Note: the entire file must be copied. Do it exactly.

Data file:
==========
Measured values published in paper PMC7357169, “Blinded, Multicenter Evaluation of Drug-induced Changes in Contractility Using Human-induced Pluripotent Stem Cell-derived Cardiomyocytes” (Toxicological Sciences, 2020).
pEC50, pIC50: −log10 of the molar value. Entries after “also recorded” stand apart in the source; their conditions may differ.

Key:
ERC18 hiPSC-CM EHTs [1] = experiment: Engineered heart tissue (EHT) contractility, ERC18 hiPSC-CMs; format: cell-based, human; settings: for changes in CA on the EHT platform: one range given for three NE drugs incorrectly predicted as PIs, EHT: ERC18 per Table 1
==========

Measured values published in paper PMC7357169, “Blinded, Multicenter Evaluation of Drug-induced Changes in Contractility Using Human-induced Pluripotent Stem Cell-derived Cardiomyocytes” (Toxicological Sciences, 2020).
pEC50, pIC50: −log10 of the molar value. Entries after “also recorded” stand apart in the source; their conditions may differ.

Key:
ERC18 hiPSC-CM EHTs [1] = experiment: Engineered heart tissue (EHT) contractility, ERC18 hiPSC-CMs; format: cell-based, human; settings: for changes in CA on the EHT platform: one range given for three NE drugs incorrectly predicted as PIs, EHT: ERC18 per Table 1